Dangerous Christmas Foods for Pets

There are many dangerous Christmas foods for pets, including many family favourites, like ham and turkey. So, before you give your dog or cat a little Chrissy treat, check if it’s on this list!

For many of us, our pets are like family. So, around the holiday season, it’s only natural we’d share Christmas food with our dogs and cats, like you would any other family member.

However, before you do share some ham with Fido or Max, you need to know the common toxic or dangerous Christmas foods for pets. The last thing you want on Christmas Day is to spend your time worrying about your dog, cat, bird or other animals, or admitting them to a vet for treatment. After all, you want everyone to be happy on Christmas.

So, read through this list and let the kids and other family members know these Christmas foods are off limits for under-the-table snacks this year.

Photo by Minnie Zhou on Unsplash.

RACQ’s Top 8 Foods Not to Give Pets

1. Milk, cheese and dairy products.

Cats and dogs can be lactose intolerant, just like humans. However, some can tolerate lactose products, like milk, in small doses. 

If your pet is on a specific diet or medication, always check with your vet first as dairy products may interfere with them. Of course, if you do give your pet dairy and they show any sign of illness, like diarrhoea or vomiting, give your local vet a call and avoid feeding them dairy in the future.

Should you be giving your pets dairy regularly?

Pets with a high-quality diet do not need additional calcium or nutrient supplements, unless specified by your vet. So, no, unless your dog or cat is lactose tolerant and they love a little milk or cheese every now and then, you don’t need to add dairy to a pet’s diet.

2. Chocolate and caffeine.

According to the RACQ, chocolate and caffeinated products contain theobromine, making it one of the most common toxic Christmas foods for pets. Caffeine alone can have the same impacts it has on humans with restlessness, increased heart rate, muscle tremors, so should be avoided being given to any animal.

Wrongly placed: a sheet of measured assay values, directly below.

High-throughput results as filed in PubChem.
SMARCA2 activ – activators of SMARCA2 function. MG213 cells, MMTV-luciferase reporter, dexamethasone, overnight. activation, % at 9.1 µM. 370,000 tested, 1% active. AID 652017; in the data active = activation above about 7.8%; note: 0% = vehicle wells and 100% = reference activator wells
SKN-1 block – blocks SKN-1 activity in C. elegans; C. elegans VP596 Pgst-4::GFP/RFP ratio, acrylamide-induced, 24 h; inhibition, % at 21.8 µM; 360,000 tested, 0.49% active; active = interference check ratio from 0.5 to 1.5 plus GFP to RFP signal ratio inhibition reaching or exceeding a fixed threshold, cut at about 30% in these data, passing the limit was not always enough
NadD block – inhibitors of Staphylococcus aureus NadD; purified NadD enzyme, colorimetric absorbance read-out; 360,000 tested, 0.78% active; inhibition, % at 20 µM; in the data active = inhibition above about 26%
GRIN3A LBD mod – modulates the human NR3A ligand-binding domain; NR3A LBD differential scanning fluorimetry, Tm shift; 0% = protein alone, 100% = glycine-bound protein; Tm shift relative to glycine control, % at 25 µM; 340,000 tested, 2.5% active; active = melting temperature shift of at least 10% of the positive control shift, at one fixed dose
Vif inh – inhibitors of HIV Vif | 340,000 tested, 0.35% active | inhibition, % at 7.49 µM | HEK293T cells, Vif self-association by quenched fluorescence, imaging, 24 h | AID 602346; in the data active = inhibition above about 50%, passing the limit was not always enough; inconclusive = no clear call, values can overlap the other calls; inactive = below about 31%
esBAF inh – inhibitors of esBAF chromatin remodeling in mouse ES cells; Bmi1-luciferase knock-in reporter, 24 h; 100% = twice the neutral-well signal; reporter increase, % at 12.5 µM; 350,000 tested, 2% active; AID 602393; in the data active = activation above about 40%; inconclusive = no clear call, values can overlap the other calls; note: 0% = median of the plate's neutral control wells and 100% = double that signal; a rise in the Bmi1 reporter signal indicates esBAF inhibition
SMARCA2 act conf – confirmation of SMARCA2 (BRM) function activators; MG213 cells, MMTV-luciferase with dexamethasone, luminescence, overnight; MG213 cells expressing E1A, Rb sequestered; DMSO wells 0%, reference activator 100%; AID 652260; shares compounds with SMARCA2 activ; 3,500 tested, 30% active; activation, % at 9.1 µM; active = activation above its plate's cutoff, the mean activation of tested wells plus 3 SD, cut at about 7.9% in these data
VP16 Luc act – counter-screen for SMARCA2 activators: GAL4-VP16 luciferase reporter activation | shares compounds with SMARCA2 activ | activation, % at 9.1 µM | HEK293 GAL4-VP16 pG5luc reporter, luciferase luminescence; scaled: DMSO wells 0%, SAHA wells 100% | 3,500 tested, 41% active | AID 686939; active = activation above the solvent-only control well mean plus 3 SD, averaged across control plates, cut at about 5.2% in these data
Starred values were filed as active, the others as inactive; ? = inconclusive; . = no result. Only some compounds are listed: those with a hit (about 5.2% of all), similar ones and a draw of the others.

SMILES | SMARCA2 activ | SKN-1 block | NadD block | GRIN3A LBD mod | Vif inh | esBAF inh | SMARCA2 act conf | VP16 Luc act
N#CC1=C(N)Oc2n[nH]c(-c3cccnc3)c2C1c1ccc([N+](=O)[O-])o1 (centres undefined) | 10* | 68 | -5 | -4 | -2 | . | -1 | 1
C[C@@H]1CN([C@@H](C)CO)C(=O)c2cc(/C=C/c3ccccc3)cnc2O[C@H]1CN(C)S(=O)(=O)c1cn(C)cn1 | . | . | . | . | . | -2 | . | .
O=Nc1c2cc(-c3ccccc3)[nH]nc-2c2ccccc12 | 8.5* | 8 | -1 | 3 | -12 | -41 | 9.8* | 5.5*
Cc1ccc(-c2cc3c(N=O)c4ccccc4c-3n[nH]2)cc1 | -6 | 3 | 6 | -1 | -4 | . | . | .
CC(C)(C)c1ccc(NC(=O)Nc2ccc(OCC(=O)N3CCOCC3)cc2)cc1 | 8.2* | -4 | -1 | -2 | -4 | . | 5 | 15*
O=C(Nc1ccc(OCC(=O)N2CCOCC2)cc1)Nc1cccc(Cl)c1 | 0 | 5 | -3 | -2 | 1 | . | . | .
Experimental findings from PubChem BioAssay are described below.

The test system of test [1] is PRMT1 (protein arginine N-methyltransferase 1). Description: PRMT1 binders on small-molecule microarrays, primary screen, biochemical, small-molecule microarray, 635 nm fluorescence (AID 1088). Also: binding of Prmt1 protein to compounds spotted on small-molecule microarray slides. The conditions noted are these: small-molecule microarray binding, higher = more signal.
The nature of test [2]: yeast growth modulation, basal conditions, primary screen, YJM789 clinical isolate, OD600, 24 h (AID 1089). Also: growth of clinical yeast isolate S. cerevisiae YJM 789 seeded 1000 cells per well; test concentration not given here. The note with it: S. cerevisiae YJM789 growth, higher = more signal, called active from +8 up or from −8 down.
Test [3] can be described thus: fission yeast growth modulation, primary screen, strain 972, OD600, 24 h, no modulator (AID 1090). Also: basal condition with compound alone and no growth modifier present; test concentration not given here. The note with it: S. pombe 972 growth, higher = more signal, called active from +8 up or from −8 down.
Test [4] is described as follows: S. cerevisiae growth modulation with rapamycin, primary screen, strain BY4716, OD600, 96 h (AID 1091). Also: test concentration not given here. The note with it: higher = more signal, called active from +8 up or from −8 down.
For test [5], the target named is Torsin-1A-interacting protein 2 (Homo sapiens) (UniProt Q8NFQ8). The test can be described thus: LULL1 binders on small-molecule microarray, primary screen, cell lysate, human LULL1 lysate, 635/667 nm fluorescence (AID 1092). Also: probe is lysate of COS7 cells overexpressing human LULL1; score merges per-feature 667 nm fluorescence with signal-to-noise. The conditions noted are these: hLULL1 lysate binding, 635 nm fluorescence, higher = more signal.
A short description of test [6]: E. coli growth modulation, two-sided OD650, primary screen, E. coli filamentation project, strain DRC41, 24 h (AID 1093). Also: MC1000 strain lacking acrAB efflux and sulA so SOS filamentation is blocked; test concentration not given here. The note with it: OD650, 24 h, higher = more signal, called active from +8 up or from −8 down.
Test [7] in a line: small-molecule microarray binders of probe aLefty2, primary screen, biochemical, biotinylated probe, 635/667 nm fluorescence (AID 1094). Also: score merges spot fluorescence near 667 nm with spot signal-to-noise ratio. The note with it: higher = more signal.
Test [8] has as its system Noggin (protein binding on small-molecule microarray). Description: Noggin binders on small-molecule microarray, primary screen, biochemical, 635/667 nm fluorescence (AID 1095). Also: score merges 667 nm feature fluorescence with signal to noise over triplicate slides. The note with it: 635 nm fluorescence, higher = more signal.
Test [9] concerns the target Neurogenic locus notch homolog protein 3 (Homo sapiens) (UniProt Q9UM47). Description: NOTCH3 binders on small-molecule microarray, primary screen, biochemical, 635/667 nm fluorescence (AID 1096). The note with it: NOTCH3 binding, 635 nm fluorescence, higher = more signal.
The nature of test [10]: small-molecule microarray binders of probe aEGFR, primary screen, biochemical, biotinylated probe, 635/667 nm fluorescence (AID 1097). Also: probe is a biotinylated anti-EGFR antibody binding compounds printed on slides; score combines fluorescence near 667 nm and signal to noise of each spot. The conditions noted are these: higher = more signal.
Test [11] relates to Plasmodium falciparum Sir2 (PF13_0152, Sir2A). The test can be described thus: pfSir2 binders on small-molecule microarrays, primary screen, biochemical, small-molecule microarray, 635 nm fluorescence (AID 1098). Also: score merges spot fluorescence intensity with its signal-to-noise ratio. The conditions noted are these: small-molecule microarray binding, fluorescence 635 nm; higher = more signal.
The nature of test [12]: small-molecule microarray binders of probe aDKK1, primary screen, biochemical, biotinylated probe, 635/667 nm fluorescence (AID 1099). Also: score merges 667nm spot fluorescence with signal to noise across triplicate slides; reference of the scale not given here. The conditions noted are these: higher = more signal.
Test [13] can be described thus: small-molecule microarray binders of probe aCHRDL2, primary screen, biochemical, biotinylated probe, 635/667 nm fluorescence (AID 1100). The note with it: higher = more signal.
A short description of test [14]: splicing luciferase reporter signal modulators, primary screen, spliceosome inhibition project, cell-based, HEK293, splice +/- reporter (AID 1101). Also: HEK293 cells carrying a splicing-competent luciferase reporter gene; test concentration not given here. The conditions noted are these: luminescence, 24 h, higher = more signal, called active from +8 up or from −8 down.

Theobromine can cause nausea, vomiting, diarrhoea, seizures and other problems in cats and dogs, and will require medical intervention. Your vet will likely induce vomiting to help your pet of the toxin, but other treatment may be provided. It’s important you know how much chocolate and the type of chocolate the animal ate, as some may provide mild results and others are very serious.

What to do if your pet eats chocolate.

  1. Immediately take the chocolate away from the animal, but keep the packaging for the vet.
  2. It’s important to stay calm to reduce stress on your dog or cat.
  3. Call your vet and let them know the type of chocolate they ate, percentage of cocoa and ask if you should come in.
  4. Follow the vet’s instructions, including if they say to come in.
  5. If you’re required to take your pet to the vet, we recommend placing them on top of towels in case they do vomit or get diarrhoea while you’re travelling.

3.  Grapes and raisins.

Grapes and raisins are one of the many fruits and vegetables difficult for cats and dogs to digest. However, they are toxic for dogs and can cause vomiting, leading to potential dehydration and kidney failure. 

The impact of grapes and raisins on cats is apparently unknown, but it is suggested it may cause kidney issues in them also. Grapes can also be a choking hazard for smaller cats and dogs, so it’s another reason to not give them to them, if you didn’t have one already.

4. Onion, garlic, chives and leeks.

Onion, garlic, chives and leeks are part of the Allium family, and are one of the many toxic Christmas ingredients for pets. According to Pet Poison Helpline, some breeds of cats and dogs are more sensitive to garlic, onion and the like, with garlic being considered the most potent of them all.

What onion, garlic, chives and leeks does to pets is damage their red blood cells, which can lead to anemia. This can lead to a variety of other issues, but may be seen through fatigue, pale gums, vomiting, diarrhea, drooling, weakness and collapsing. The impacts may not be seen for several days after consumption.

However, small accidental amounts of onion, garlic, chives and leeks may not have too much impact, but it’s always best to check with your vet.

5. Alcohol.

Think a sip of Christmas alcohol won’t harm your pet? Turns out it could be fatal.

It’s suggested as little as a teaspoon of alcohol can cause brain and liver damage in cats and kidney failure in dogs. Signs of animal alcohol consumption include diarrhea, vomiting, seizures, coma, trouble breathing, lack of coordination and more.